As robbie powell left the house for work on a recent morning, he abruptly noticed his yard had turned pink. A flock of flamingos had landed on his lawn in Three Oaks.
This special species of flamingo was of the bright plastic variety, and Powell chuckled at the overwhelming sight. He immediately knew he had been “flocked” by a fellow member of the Adonis Autism Assistance Foundation (AAAF).
The foundation is in the midst of its third annual Flamingo Flocking Fundraiser, which generates grant money for individuals living with autism while raising awareness of autism in our community.
“The more people know about it and the more prevalent it is in front of them, the more advancement is made,” said Powell, who serves on the AAAF board and has been active in the local autism community for the last six years since his son, Cameron, was diagnosed with autism.
Powell is on a crew of clandestine “flamingo flockers,” often venturing out under cloak of darkness to deposit a colorful flock of feathered friends in front yards around Lee County. Anyone can order a friend to be flocked by donating $30 to Adonis. A double flock of 30 flamingos flies out for a $50 donation, and a super flock of 60 is available for $100.
The unsuspecting homeowner, or business owner, who is flocked often chooses to send the flamingos on to another lawn, keeping the festive flocks traveling throughout the month of April, which is National Autism Awareness Month.
“It gives us an opportunity to have a little fun with the fundraising,” said Powell, who migrated his flock to a friend’s lawn nearby.
Powell joined the Adonis board because it helps families like his pay for specialized therapy programs or other autism services. Powell and his wife, Kelly, also founded the “Kids First” special needs ministry at Summit Church and coordinated a local autism conference. He has been a committee member for the Southwest Florida Walk Now for Autism and is co-coordinator of the Golf Fore Autism charity golf tournament.
“I think our community is better than most, but with any epidemic, there’s always room to do more,” Powell said of the resources available to autistic individuals in Southwest Florida.
His son was diagnosed at 20 months old and was able to undergo early intervention therapies at a young age. Now seven years old, he has transferred from ABLE Academy, a behavioral therapy school in Naples, into a mainstream classroom at Rayma C. Page Elementary near the Powell’s home.
“There are good things happening within individual schools in Lee County like Rayma C. Page,” Powell said of the advancement of local autism programs. “The biggest challenge for us has been just continuing to stay incorporated into a typical lifestyle. We’ve always been adamant about making sure our son is treated just like any other 7 year old.”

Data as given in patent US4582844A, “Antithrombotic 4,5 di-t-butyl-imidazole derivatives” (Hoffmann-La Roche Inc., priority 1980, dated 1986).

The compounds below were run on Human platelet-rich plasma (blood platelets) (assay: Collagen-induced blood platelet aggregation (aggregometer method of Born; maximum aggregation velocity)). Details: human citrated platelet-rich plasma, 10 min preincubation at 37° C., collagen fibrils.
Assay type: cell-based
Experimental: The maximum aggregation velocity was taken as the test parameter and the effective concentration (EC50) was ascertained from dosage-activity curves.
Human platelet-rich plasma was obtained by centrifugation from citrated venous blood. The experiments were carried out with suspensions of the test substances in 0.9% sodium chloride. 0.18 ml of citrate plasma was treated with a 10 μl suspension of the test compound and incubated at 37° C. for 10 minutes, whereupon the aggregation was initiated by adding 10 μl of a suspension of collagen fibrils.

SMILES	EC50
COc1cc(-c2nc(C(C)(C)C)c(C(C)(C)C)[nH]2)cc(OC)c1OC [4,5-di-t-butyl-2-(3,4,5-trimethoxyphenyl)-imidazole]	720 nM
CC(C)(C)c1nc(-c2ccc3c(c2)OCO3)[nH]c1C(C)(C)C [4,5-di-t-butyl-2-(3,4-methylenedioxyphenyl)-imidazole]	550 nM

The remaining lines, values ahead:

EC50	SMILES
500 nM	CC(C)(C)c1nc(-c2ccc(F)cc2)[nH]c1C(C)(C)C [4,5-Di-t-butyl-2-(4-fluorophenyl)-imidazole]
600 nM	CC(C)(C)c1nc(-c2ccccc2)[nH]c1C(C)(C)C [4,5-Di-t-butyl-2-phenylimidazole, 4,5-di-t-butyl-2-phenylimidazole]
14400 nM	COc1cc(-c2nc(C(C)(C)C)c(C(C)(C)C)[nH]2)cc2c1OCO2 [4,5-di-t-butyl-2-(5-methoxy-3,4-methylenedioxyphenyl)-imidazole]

Powell’s son is at the high functioning end of the autism spectrum and has been helped through various therapy programs. That wasn’t the case for Beth Cameron’s brother, Ian, who was diagnosed in the early 1980s at age 6.
Back then, an autism diagnosis was rare — just 1 in 10,000 children — compared to 1 in 88 children affected by autism today, said Cameron, vice president of Adonis. It was her parents, Richard and Maureen Bashaw, who started Southwest Florida’s first support group for autism in 1985.
The support group eventually led to the creation of the Adonis Autism Center of Southwest Florida, a group home which opened in Estero in 2004 but has since closed. In 2011, Adonis merged with the Autism Assistance Foundation founded by Heidi Falanga. The resulting Adonis Autism Assistance Foundation now awards grants three times a year.
The Richard and Maureen Bashaw Grant provides assistance for autism related services of up to $1,500 a year, while the Andrew D. McBride Grant helps families pay for music, dance or equine therapies.
Dr. Sheba Katz, a local psychologist and Adonis board member, said she appreciates the “homegrown atmosphere” of the foundation.
“A lot of agencies people give to are national and go toward research and political action, which is great, but this is for our community now,” said Katz, who coordinates flamingo flockings in South Lee County. “The impact is more immediate.”
The flamingo fundraiser netted close to $7,000 for the foundation last year, and AAAF is hoping to exceed that figure this year, Cameron said.
“It’s fun for friends and family to flock each other and keep it going,” she said. “Everyone realizes it’s for a good cause. The majority will send a flock on to somebody else they know. Some people really get into it.”
To learn more about Adonis, its grant program or the Flamingo Flocking Fundraiser, visit www.adonisautism.org. Flocking orders may be placed online through the end of the month, with the final flockings likely taking place the first week of May, Cameron said. Orders also may be placed by calling the official “Flamingo Hotline” at